Imagine a decidedly more colourful version of British animation classic The Snowman; a young girl is swept from her bedroom and taken on a magical flying journey through an amazing fantasy world of vivid colour and odd creatures.
The drawing style, as you would expect of these experimental OVAs, is quite unique. As if to mirror the imagination of a young kid, there is more emphasis put on shape and colour than strict detail, evoking a potent mixture of magic and wonder.
Given just how surreal and vivid Tobira O Akete is, it is hard to know whether or not everything that happens was just a dream. It is fun to watch though and took me back to a time when the world really was a kaleidoscope of wonderful colours and impossible shapes.
Much like a snowball rolling down a mountain, my outright love of One Piece is now out of control, ready to smash anything that dares stand in its way. I’d seen images of Chopper before this arc, but never did I expect his history to be so frightfully tear jerking, so utterly heart breaking and magical. This is no doubt a big reason why I so enjoy anime like One Piece; every character, even a talking reindeer with a blue nose like Chopper, is fleshed out as a brilliant, larger than life personality, dogged with tragedy yet still content, nay determined, to move on with life, to achieve his own personal dreams.
No doubt this will go down as my favourite story arc of One Piece (so far). When an endearing character like Doctor Hiruluk dies out to a beautiful rendition of Ave Maria, it’s hard not to get swept up in the moment, overcome with the tragedy Chopper’s loss yet filled with admiration for the deceased final words, a speech filled with the kind of optimistic philosophy that fills your heart with a such reassuring warmth and hope for life.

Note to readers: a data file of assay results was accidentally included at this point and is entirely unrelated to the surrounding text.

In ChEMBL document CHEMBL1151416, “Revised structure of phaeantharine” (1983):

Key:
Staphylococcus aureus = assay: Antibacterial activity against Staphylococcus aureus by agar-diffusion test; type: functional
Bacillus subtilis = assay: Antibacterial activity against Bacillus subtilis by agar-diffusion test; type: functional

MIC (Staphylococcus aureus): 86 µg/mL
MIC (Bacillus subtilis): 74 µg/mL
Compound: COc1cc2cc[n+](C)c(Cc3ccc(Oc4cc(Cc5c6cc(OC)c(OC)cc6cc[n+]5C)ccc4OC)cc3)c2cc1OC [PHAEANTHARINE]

The idea that someone never dies if you inherit their memories and their will is a message that lies at the heart of One Piece. Gold Roger’s greatest achievement was in his final words, echoed at the beginning of every episode, the words that gave birth to a thousand dreams. Similarly, Doctor Hiruluk’s limitless passion and impossible ambition lives on through Chopper. This was anime at its best, at its most powerful and I love it (to pieces, one might say!).
Story so far
Set during Ireland’s War of Independence, a young Irish lass, besieged by the merciless English soldiers, seeks the help of a legendary swordsman who is rumoured to have supernatural powers.
Studio 4C’s Comedy is a gripping 10 minute OAV from Kazuto Nakazawa; the main creative force behind Kill Bill’s ultra-violent anime sequence. This is a dark, gothic tale with no real historical significance, a vehicle for Nakazawa’s undoubted sense of style. His scratchy, sleek character designs are distinctive and attractive here, as is the hyper stylised violence. The compelling soundtrack is basically one song, but what a song; operatic classic Ave Maria.
It all adds up to be a really quite outstanding OAV, bleeding with moody landscapes and vivid characters no doubt inspired by an old European picture-book aesthetic. Comedy may only be 10 minutes long, but it works perfectly; both as a experiment in surreal atmospherics and an entertaining snapshot of Britain’s bloody history.